Snapshot: A Tale of Two Sides In Salford



In Greater Manchester, business is booming. “Only two cities in the UK are growing in all directions: London and Manchester,” says David Thame, a freelance property writer who has kept a pulse on the city for over 20 years. The population is growing, getting younger, and household figures are on the rise. In the borough of Salford especially this marked expansion has been highly evident; but there are two sides to every story.

A recent report published on the 16 of February reveals that: “Salford has seen unprecedented levels of economic growth over the past five years, with £1.3bn private sector investment and £425m in the public sector.” Employment has risen by 8.3 percent, from 102,500 in 2011 to 111,100 in 2016.

Yet this progress has also revealed another side to Salford’s economic underbelly. The same report shows that “12,667 children were estimated to be living in poverty in 2016 – 23 percent, or seven in a classroom of 30.” While housing prices rise and investors continue to see gains, the number of families living in debt is also climbing. In fact, Salford ranked the 38th most indebted local authority in the country.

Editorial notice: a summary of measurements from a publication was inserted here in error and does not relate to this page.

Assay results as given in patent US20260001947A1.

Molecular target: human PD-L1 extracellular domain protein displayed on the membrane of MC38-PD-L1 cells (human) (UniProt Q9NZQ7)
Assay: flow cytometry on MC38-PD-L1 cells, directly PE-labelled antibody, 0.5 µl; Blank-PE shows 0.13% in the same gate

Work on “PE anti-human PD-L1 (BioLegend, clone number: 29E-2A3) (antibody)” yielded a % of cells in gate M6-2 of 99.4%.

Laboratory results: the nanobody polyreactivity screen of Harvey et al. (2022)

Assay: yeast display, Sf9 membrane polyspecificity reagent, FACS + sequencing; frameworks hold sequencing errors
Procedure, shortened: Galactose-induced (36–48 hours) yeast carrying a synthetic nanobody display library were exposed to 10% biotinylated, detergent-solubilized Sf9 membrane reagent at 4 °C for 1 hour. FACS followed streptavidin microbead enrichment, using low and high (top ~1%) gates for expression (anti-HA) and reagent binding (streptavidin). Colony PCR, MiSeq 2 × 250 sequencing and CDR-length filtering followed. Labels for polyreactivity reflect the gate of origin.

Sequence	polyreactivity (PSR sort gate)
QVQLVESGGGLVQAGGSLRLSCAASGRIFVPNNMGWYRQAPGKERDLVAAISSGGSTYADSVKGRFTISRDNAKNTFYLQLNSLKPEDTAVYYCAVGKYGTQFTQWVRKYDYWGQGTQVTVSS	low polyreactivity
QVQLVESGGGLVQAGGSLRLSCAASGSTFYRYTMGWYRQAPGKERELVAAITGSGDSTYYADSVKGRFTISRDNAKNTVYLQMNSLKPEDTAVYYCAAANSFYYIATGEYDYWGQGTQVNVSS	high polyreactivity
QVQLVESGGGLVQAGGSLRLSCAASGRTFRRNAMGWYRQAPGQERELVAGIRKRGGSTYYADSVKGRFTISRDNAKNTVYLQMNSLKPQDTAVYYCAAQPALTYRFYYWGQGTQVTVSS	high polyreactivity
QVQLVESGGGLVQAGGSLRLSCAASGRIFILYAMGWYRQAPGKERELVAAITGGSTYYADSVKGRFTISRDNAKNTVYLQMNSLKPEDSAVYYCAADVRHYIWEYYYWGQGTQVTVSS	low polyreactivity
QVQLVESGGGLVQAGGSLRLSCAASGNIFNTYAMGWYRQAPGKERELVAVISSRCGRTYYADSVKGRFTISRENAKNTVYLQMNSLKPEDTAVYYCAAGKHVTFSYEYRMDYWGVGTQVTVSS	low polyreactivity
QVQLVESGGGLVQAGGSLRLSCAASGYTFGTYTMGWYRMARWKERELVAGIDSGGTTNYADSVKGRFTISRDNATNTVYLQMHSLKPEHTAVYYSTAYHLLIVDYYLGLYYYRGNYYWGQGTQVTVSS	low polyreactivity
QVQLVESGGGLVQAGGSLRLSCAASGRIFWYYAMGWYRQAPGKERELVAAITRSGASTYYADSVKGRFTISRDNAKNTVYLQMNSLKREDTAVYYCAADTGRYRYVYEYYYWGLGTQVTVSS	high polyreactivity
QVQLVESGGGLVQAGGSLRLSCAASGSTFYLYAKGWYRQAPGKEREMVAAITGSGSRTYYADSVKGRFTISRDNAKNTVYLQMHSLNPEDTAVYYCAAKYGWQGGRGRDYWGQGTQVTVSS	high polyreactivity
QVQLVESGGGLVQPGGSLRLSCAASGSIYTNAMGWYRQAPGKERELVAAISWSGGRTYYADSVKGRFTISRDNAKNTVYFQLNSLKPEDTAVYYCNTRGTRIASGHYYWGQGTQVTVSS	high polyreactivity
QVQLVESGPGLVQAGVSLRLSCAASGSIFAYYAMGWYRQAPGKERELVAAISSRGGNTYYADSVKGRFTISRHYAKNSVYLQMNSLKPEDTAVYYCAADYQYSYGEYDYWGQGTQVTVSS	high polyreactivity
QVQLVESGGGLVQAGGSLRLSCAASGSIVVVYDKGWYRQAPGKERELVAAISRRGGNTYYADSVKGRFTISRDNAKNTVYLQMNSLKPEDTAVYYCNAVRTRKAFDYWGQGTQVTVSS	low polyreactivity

City mayor Paul Dennett comments: “Salford is growing with significant public and private investment. We need to connect those in low income neighborhoods to new jobs being created in the city.”

And that’s the point: there will always be winners and losers in any area of business; yet economic growth across Manchester should have a positive impact upon its communities. As it stands, the changes that have bolstered local economy have not resulted in a lessening of poverty levels for Salford. It’s a trend that needs to change, and soon.

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